You either do not have a clue what you are talking about or you have some serious typos in that statement. Microsoft would not agree that it is their win - they fought tooth and nail for their Office Open XML (OOXML) format to be adopted instead.
FTFA "He said it was the "civic duty" of technologists to educate the public on how systems work "
Good luck with that, and I've got better things to do
Re: Smart Phones vs Smart Drivers
Wrote :- "good/smart drivers who follow the law, were mostly the ones that were good/smart enough to not use their phones whilst driving in the first place"
Agreed. I don't know about California, but around here (SE Wales) plenty of people ignore the ban. In particular, delivery men make no bones about using their phones while driving to find where I live (I'm in the sticks) and they expect me to navigate them in. OTOH I didn't use the phone while driving before the ban anyway (tried it once and realised how dodgy it was); so little change to either group there.
As for the survey's comparison between before and after the ban, there are so many other things that could have skewed the data in the elapsed time, like the advent of smart phones adding a further dimension to distraction. Just compare driving my own car (1994 design) with driving my wife's car (2012 design). In the older car, I can see all that my instruments have to say at a glance. However the newer car has a digital display with nested menus for stuff like the fuel consumption, remaining range, average speed etc. I have stop find myself looking at this stuff which is really just an entertaining distraction.
Poorly Written Article
The Austin Metro (at least earlier models) could be unlocked by unplugging a connector under a front wing and shorting a couple of the pins.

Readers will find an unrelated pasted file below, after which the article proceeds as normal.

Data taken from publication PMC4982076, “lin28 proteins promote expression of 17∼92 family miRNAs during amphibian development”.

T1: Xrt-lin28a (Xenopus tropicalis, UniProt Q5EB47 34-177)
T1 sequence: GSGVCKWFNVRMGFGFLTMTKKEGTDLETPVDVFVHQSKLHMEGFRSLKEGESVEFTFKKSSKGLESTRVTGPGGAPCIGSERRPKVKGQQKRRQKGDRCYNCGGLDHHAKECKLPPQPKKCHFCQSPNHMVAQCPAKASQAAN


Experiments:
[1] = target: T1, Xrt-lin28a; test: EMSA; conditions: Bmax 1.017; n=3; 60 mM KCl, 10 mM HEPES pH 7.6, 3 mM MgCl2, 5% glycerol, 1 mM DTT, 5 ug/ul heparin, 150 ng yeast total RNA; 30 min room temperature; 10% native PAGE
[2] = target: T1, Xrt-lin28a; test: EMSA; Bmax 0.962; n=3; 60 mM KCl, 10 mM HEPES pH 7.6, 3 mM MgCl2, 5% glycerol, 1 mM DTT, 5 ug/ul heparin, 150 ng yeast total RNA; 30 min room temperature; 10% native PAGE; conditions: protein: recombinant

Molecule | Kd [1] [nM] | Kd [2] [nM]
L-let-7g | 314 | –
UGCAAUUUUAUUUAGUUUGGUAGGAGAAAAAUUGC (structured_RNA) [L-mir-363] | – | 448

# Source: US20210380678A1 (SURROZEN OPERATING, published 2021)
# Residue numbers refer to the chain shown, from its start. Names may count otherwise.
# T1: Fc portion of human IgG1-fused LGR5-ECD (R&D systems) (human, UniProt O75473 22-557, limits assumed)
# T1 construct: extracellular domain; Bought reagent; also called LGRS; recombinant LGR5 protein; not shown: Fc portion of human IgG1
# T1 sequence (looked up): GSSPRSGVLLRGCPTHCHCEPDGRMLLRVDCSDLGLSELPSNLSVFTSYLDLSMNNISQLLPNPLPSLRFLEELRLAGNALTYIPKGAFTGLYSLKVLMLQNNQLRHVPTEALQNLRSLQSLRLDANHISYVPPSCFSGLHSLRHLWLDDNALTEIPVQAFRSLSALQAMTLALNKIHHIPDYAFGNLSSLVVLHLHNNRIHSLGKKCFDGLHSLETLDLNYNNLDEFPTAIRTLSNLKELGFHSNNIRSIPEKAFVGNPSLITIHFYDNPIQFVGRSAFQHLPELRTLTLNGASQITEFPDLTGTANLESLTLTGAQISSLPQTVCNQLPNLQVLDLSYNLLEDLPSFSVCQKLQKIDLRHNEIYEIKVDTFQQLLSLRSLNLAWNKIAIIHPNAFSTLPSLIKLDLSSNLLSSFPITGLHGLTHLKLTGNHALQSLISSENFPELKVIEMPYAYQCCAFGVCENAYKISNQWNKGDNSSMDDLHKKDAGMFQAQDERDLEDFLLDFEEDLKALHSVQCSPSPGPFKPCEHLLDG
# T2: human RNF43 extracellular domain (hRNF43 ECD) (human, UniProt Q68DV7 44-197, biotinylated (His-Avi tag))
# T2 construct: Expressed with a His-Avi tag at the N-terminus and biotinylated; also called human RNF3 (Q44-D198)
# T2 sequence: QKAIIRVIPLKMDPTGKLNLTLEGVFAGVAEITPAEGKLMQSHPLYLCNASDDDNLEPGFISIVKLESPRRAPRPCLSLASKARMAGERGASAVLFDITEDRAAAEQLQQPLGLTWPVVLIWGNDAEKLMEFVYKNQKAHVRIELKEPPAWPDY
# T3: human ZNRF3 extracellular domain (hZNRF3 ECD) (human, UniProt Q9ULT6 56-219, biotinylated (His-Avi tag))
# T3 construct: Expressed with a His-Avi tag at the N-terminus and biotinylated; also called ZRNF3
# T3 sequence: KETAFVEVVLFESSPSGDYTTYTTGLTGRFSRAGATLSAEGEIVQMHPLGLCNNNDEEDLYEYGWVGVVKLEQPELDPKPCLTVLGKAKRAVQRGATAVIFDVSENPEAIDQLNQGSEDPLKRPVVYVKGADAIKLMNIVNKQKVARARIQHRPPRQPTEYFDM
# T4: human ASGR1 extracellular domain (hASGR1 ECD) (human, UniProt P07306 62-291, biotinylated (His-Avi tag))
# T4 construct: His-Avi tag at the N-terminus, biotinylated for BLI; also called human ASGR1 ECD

This article is very badly written. What is "flow design"? What is meant by "pop the doors and engine"? And is this something a thief can do by plugging something in while it is parked (like the Metro above) or is it the perp using a radio link to make the doors fly open or the engine cut or explode ("pop"?) while a Tesla is driving past, as a prank?
"... alter the car functions while it was in motion ". Does this mean by a third party radio link (as above) or by the owner with a plug-in to do things normally disabled in motion - perhaps you can't usually open the sunroof in motion?
No use looking at the link, it's in Chinese.
Re: Personal Responsibility
Wrote :- "Complaining to the EU is the equivalent of buying a car without first having learned how to drive. After [crashing] you then blame the person who sold you the car
Actually, the EU require you (via member governments) to learn to drive before being let loose with a car in Europe. Governments also intervene to prevent a free-for-all on the road by having road laws and things like traffic lights.
So wrong analogy.
Re: No one ever heard of risk analysis?
Wrote :- "deliberately flying an aircraft over war zone for cost saving purposes"
The first question which occurred to me was : "WTF are civil airlines flying over a war zone?"
Watching BBC news on this, I waited for ages for someone to ask to ask this question, and when it was a pundit replied "Because it had been declared safe to do so" - and that seemed to be regarded as a satisfactory answer!
Begged the question : "Why TF had some idiot declared it safe to fly over a war zone?" There seemed to be an assumption that no-one fighting had the capability of attacking a high-flying aircraft, but how could the aviation authorities possibly know what weaponry the combatants had, or might have next week? Or that there was no-one on either side who might not be trigger happy even if they recognised it was a civilian airliner. <irony>Of course, no soldier has ever taken a pot shot at a civilian just for the hell of it.</irony>
Re: No one ever heard of risk analysis?
Wrote :- "Some stories state that the 100 best and brightest AIDs researchers were on this one plane. That scares the heck out of me to think of [the risk]"